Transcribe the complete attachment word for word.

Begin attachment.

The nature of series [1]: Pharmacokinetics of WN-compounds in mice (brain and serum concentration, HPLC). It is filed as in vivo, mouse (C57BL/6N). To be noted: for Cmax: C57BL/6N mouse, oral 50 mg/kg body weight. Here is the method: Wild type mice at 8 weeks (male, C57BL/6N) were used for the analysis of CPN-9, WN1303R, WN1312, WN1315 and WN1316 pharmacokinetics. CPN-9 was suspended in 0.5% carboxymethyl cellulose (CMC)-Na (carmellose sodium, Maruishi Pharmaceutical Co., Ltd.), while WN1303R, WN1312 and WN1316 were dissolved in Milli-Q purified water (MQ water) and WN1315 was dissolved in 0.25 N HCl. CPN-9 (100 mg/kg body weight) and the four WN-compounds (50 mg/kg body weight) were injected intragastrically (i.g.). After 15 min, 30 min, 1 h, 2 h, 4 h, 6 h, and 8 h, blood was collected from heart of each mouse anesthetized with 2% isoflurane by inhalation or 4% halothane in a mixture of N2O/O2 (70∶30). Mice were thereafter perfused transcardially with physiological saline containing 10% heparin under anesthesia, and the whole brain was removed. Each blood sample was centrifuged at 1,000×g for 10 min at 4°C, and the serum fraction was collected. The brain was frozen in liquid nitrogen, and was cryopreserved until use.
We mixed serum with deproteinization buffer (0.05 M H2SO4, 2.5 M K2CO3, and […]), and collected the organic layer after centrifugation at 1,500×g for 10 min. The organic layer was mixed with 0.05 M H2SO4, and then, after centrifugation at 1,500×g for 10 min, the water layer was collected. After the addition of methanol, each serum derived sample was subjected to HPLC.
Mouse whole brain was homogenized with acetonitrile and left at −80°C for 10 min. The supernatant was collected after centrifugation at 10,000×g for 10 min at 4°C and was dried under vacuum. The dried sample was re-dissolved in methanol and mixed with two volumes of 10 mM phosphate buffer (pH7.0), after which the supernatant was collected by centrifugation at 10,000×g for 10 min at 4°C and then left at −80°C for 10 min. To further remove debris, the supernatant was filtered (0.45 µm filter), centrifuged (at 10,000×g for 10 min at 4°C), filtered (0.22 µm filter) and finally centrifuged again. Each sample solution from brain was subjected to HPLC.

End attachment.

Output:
The nature of series [1]: Pharmacokinetics of WN-compounds in mice (brain and serum concentration, HPLC). It is filed as in vivo, mouse (C57BL/6N). To be noted: for Cmax: C57BL/6N mouse, oral 50 mg/kg body weight. Here is the method: Wild type mice at 8 weeks (male, C57BL/6N) were used for the analysis of CPN-9, WN1303R, WN1312, WN1315 and WN1316 pharmacokinetics. CPN-9 was suspended in 0.5% carboxymethyl cellulose (CMC)-Na (carmellose sodium, Maruishi Pharmaceutical Co., Ltd.), while WN1303R, WN1312 and WN1316 were dissolved in Milli-Q purified water (MQ water) and WN1315 was dissolved in 0.25 N HCl. CPN-9 (100 mg/kg body weight) and the four WN-compounds (50 mg/kg body weight) were injected intragastrically (i.g.). After 15 min, 30 min, 1 h, 2 h, 4 h, 6 h, and 8 h, blood was collected from heart of each mouse anesthetized with 2% isoflurane by inhalation or 4% halothane in a mixture of N2O/O2 (70∶30). Mice were thereafter perfused transcardially with physiological saline containing 10% heparin under anesthesia, and the whole brain was removed. Each blood sample was centrifuged at 1,000×g for 10 min at 4°C, and the serum fraction was collected. The brain was frozen in liquid nitrogen, and was cryopreserved until use.
We mixed serum with deproteinization buffer (0.05 M H2SO4, 2.5 M K2CO3, and […]), and collected the organic layer after centrifugation at 1,500×g for 10 min. The organic layer was mixed with 0.05 M H2SO4, and then, after centrifugation at 1,500×g for 10 min, the water layer was collected. After the addition of methanol, each serum derived sample was subjected to HPLC.
Mouse whole brain was homogenized with acetonitrile and left at −80°C for 10 min. The supernatant was collected after centrifugation at 10,000×g for 10 min at 4°C and was dried under vacuum. The dried sample was re-dissolved in methanol and mixed with two volumes of 10 mM phosphate buffer (pH7.0), after which the supernatant was collected by centrifugation at 10,000×g for 10 min at 4°C and then left at −80°C for 10 min. To further remove debris, the supernatant was filtered (0.45 µm filter), centrifuged (at 10,000×g for 10 min at 4°C), filtered (0.22 µm filter) and finally centrifuged again. Each sample solution from brain was subjected to HPLC.